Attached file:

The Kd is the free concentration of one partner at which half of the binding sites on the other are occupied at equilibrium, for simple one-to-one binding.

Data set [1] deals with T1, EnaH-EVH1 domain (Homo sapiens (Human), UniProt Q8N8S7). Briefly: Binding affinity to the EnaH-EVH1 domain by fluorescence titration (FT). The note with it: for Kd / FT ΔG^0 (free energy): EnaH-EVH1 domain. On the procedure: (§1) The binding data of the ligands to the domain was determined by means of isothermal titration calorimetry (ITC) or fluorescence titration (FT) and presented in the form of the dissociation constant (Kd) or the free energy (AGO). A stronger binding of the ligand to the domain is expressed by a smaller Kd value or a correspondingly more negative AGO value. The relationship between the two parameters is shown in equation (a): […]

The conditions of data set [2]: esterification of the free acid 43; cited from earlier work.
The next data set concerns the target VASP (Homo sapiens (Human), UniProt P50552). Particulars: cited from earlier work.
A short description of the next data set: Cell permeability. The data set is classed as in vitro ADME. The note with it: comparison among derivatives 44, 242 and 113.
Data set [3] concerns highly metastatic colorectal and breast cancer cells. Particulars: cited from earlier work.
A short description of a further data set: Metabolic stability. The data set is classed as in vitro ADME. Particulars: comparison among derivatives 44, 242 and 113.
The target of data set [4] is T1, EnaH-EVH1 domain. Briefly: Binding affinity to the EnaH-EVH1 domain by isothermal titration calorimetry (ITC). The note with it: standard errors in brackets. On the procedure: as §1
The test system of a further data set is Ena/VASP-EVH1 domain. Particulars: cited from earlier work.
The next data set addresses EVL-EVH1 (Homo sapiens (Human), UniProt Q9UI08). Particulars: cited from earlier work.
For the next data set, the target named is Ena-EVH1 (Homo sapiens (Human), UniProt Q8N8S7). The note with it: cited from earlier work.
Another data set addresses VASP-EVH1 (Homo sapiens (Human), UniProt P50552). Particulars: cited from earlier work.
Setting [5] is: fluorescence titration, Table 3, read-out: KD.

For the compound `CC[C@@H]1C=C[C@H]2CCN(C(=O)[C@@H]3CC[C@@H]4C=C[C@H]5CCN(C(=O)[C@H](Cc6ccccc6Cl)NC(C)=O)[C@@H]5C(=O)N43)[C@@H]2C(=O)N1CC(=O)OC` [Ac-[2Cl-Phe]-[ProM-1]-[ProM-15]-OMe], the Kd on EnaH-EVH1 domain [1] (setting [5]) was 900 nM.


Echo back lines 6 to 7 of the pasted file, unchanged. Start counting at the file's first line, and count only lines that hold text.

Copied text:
Data set [3] concerns highly metastatic colorectal and breast cancer cells. Particulars: cited from earlier work.
A short description of a further data set: Metabolic stability. The data set is classed as in vitro ADME. Particulars: comparison among derivatives 44, 242 and 113.